Fattoria Le Pupille Morellino di Scansano 2011
Sangiovese from Tuscany, Italy
Ruby red in c olor, with aromas of wild berries, juic y red and black cherries, leather, and spice interwoven with a delicate floral note. On the palate, the wine is incredibly smooth and velvety with noticeable but well-integrated tannins and a bright finish.
Wine Enthusiast - "This outstanding Morellino di Scansano has a lovely fragrance of violet, berry and spice. The bright and delicious palate delivers a tight core of black cherry along with white pepper notes and hints of white chocolate and coffee. It has impeccable balance and finesse. "
Fattoria Le Pupille Winery
The operating nucleus of the property, from early 2000, is in proximity of Istia d'Ombrone, nearby Grosseto. The property is an antique farmhouse and its silhouette is present in some of the most recognizable wine labels of Le Pupille, the whole winery is surrounded by a 12 hectares vineyard, including a small patch destined to an experimentation of old Sangiovese grapes, coming from ancient vine rows. At first it is difficult to imagine that this large, quiet house is the beating heart of an agricultural activity, it rather seems like a noble residency surrounded by a large english style lawn and a myriad of flowers. Then the smell of must reveals the presence of a winery hidden by ivy, and once one enters the well-finished environment, the offices and tasting room appear like a succession of drawing rooms that the house owner has made to be warm and welcoming. View all Fattoria Le Pupille Wines
About TuscanyView a map of Tuscany wineries (TUSS-can-ee) Sangiovese. Most of the wine coming from Tuscany is made from some clone of this varietal, but a growing trend, started by the renegade winemakers of those Super Tuscans, is to incorporate more international varietals.
Notable FactsThe most well known sub-districts of Tuscany are Chianti, Brunello di Montalcino and Vino Nobile di Montepulciano (note that Montepulciano here refers to the local village, not the grape variety found in the Italian region of Abruzzi). Wine labeled from these regions is DOC-regulated and Sangiovese-based blends. Quality wine from these DOC areas has been on the rise for decades, with top-notch winemakers and wineries shedding the low-quality image once held for Tuscan wine by producing consistently outstanding bottlings that range from deliciously drinkable to highly ageable. Newer to the scene are regions like Bohlgeri and the Maremma, home to of what are now termed "Super-Tuscans," named for the wine coming from the Tuscany area, but not following all of the DOC or DOCG laws required in Italy. In the 1970's, some pioneer winemakers began buying land outside of Chianti and Montalcino, and planting not only Sangiovese, but also international varieties like Cabernet Sauvignon and Merlot. The wine they produced only fit into the lowest Italian category of "vina da tavola," but the winemakers sold the wine for high prices, creating an almost cult following, and spurning a new wine category called IGT.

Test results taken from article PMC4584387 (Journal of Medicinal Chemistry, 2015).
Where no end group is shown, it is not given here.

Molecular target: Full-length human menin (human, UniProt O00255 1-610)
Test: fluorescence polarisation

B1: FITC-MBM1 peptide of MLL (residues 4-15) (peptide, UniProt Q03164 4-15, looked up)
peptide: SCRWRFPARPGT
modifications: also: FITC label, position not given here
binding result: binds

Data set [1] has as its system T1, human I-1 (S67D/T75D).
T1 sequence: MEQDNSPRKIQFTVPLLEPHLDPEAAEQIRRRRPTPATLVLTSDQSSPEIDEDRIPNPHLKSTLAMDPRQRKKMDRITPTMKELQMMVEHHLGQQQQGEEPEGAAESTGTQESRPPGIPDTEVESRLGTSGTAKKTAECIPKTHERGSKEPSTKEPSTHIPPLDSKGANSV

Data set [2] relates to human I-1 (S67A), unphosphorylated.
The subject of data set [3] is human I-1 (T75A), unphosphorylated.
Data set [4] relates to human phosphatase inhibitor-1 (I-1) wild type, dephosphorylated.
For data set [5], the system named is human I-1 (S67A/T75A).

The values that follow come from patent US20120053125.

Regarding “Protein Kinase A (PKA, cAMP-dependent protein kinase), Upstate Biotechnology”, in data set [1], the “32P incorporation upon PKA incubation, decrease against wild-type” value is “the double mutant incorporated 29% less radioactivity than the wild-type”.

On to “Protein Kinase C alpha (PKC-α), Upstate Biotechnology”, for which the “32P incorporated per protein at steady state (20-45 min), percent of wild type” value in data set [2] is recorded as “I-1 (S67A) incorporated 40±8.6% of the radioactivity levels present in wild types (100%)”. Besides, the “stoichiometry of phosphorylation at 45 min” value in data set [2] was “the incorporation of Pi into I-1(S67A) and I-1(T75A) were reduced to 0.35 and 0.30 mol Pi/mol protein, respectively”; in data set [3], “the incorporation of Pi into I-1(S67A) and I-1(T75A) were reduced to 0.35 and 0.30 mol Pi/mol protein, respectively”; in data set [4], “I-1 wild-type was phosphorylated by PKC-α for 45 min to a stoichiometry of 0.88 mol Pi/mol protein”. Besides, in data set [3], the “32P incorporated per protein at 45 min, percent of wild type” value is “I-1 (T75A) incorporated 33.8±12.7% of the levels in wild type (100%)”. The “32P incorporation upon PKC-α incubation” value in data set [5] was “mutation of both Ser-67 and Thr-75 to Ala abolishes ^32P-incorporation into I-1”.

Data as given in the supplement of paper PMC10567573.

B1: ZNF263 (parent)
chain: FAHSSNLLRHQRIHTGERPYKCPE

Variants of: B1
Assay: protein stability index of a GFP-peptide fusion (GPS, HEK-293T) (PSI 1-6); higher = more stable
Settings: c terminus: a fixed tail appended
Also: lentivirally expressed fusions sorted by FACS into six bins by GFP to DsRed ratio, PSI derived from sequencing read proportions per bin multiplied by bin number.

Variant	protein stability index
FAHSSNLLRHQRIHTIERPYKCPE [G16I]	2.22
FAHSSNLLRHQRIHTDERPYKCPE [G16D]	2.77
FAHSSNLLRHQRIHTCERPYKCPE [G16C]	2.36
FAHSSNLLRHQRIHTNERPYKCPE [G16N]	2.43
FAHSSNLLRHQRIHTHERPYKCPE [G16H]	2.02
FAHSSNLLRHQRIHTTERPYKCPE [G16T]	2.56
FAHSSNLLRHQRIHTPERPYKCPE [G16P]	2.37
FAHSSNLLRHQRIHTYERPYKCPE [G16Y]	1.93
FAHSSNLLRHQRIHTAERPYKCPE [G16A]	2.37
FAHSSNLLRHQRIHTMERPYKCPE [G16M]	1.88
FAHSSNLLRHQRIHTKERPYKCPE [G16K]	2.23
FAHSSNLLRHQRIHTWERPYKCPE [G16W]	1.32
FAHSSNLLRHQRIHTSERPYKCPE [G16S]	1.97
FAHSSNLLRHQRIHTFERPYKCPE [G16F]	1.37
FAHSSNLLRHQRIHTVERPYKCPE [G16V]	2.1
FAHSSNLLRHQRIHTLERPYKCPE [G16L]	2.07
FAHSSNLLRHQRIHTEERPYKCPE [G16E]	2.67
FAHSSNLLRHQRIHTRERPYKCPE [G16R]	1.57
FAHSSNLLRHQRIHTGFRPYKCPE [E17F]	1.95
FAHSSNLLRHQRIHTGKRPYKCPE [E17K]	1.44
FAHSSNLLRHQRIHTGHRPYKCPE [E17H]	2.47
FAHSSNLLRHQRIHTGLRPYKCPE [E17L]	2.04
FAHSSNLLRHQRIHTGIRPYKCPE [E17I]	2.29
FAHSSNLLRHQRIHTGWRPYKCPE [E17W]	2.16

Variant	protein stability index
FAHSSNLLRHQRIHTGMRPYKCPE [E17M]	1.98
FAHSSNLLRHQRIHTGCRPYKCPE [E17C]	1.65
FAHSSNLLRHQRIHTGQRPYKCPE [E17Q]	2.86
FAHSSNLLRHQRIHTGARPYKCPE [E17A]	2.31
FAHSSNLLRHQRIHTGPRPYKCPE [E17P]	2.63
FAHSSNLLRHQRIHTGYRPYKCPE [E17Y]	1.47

A little ditty about Italy...This country has about as many wines as its had governments. With 20 different regions, hundreds of DOCs and even more indigenous varieties, the amount of wine made in Italy is mind-boggling. Most of the juice, however, remains in the country for thirsty Italians. Wine is food in Italy and its rare that a meal is consumed without a glass of vino. That said, it's not common to find many folks drinking wine without food either. In turn, it's a match, and a mighty good one at that. In fact, it's safe to say that Italian wine is a foodie wine – one that goes on the table for a myraid of meals.
For regions, the most popular are Tuscany (home of Chianti), Piedmont and the Tre-Venezie, which includes Veneto, Trentino Alto-Adige and Friuli. Other communes of note are in Southern Italy, and a few good wines are made elsewhere in the country. The islands of Sardinia and Sicily are members of the Italian winemaking community as well.
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Alcohol By Volume Guide
Wine Style Guide
Light & Crisp
- Light to medium bodied wines that are high in acid and light to medium fruit. Typically no oak.
Fruity & Smooth
- Light to medium bodied wines with lots of juicy fruit, typically medium acid and medium oak.
Rich & Creamy
- Full bodied wines that have typically undergone malo-lactic fermentation and/or spent time in oak.